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The Uncomfortable Truth About Coconut Oil

Picture of Nadia Elysse
US Editorial Team Lead
Updated: 16 June 2017
Okay, so here’s the thing. This may be a bit uncomfortable, but it’s something you should know: coconut oil is a saturated fat.

A new advisory from the American Heart Association says that 82 percent of the fat in coconut oil is saturated fat. Compare that to 39 percent in pork lard and 50 percent in beef fat, and things are looking pretty bleak for coconut oil, which is oft touted as one of the healthiest oil alternatives. “Because coconut oil increases LDL cholesterol, a cause of CVD [cardiovascular disease], and has no known offsetting favorable effects, we advise against the use of coconut oil,” the advisory report states.

So why do people believe coconut oil is healthy? It’s probably because there’s a belief that the benefits of the oil far outweigh its possible unhealthy consequences. But that’s not exactly true. A study published just this past April in the European Journal of Nutrition found that coconut oil didn’t do as much for weight loss as previously believed. It didn’t increase metabolism to help overweight study participants drop excess weight at all. And it actually ended up being not much different than olive oil.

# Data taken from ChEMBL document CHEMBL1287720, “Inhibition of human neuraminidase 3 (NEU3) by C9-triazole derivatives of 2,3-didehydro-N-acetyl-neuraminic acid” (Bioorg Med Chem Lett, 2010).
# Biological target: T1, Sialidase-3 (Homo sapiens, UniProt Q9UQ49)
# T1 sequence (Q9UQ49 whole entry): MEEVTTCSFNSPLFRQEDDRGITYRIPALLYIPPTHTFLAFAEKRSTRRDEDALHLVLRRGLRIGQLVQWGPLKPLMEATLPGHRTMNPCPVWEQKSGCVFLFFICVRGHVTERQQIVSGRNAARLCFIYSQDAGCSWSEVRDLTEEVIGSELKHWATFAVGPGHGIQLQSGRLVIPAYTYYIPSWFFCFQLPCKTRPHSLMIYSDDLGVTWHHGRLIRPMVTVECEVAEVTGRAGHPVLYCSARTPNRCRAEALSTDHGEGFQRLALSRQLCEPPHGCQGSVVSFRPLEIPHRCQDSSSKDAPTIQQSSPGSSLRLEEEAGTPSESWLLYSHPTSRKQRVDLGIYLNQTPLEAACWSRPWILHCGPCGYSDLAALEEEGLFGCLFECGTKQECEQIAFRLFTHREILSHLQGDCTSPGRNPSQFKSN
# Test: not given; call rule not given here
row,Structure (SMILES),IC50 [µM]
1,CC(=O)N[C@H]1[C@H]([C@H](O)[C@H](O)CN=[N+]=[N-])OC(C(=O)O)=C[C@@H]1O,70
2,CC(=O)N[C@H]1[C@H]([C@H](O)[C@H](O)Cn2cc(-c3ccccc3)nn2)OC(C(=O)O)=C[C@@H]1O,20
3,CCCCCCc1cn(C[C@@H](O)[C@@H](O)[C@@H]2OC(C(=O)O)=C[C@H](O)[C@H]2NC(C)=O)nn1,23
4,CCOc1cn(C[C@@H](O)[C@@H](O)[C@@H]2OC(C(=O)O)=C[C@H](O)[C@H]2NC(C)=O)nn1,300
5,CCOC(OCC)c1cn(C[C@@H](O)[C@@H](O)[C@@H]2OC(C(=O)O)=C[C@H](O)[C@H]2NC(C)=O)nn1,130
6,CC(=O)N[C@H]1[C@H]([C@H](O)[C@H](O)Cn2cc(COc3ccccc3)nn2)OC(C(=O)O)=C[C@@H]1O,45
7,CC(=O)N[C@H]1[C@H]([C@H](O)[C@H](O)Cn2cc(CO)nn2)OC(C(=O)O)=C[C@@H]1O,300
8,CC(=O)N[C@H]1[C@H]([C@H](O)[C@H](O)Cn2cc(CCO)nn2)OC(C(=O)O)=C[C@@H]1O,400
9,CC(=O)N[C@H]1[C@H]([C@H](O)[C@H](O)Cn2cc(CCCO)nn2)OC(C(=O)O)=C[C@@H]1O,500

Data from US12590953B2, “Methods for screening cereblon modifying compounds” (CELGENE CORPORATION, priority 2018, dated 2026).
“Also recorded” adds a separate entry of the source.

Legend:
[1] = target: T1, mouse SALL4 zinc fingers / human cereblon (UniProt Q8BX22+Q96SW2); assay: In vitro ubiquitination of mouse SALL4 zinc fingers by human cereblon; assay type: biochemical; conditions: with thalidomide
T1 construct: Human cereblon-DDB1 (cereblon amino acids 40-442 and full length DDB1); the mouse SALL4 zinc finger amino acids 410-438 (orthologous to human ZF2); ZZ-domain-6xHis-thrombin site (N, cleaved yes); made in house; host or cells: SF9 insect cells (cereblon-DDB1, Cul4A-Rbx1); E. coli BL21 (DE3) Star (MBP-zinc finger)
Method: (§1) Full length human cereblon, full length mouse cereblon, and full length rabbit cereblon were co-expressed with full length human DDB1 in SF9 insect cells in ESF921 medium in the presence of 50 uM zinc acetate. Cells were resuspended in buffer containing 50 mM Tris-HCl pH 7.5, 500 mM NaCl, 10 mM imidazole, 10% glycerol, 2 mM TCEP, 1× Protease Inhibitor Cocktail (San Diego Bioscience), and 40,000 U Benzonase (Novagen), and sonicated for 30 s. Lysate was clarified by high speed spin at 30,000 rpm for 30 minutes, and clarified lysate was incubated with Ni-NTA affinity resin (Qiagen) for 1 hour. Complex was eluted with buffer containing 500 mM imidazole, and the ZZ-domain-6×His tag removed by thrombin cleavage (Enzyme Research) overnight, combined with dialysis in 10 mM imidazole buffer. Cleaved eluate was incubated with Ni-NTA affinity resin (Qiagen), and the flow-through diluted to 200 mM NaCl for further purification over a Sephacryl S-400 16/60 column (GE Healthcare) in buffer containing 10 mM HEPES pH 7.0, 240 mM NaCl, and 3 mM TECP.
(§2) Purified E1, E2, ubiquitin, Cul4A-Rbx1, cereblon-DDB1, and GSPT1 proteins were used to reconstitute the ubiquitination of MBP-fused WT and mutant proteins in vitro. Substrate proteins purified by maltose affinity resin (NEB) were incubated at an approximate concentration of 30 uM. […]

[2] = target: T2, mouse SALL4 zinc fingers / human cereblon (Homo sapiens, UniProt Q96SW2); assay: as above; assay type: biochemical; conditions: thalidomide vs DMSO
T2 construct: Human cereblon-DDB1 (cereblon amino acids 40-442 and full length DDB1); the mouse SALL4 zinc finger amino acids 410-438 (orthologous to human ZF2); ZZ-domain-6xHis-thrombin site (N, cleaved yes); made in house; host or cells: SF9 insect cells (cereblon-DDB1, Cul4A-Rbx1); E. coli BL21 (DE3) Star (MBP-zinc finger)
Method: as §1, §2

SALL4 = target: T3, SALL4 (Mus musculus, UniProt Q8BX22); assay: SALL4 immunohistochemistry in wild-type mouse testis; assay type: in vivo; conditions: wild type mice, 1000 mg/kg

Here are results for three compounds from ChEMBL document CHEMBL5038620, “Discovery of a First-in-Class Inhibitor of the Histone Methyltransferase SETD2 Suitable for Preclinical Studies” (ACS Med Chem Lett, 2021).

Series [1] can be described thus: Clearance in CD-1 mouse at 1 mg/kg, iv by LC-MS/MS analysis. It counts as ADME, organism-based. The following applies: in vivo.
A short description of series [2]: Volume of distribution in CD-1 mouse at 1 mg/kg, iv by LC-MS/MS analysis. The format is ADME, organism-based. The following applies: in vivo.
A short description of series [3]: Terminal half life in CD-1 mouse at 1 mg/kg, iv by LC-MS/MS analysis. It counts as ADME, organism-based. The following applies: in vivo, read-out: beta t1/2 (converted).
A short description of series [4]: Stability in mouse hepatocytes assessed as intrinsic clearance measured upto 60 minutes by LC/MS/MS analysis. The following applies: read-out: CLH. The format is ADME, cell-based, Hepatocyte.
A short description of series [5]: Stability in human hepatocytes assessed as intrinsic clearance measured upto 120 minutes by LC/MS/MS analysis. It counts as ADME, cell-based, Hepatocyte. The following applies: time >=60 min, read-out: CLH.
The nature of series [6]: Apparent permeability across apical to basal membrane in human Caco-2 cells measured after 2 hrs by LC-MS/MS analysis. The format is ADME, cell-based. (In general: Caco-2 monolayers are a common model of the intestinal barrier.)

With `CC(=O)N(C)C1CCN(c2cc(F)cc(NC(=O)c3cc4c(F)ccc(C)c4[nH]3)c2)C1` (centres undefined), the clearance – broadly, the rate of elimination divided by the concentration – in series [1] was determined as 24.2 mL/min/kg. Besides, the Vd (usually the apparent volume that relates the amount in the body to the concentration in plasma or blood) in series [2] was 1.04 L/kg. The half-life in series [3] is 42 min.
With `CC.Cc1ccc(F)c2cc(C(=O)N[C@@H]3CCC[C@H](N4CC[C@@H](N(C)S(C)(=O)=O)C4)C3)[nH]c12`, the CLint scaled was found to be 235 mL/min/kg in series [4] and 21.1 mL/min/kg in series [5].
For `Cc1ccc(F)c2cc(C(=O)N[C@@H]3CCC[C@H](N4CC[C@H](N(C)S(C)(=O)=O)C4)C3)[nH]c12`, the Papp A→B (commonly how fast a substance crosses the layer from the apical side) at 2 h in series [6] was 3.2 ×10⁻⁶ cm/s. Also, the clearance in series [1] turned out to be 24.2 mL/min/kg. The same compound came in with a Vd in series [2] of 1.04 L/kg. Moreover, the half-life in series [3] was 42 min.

All fat is not created equally and saturated fat is particularly bad for you, especially in large amounts. But replacing coconut oil with peanut or soybean oil can help reduce your risk of heart disease.

“Fat is not fat,” Dr. Tara Narula told CBS. “I think that it’s very confusing for people who think that they’re all the same but there really are these big differences and you have to read the labels and you have to look at what you’re using.”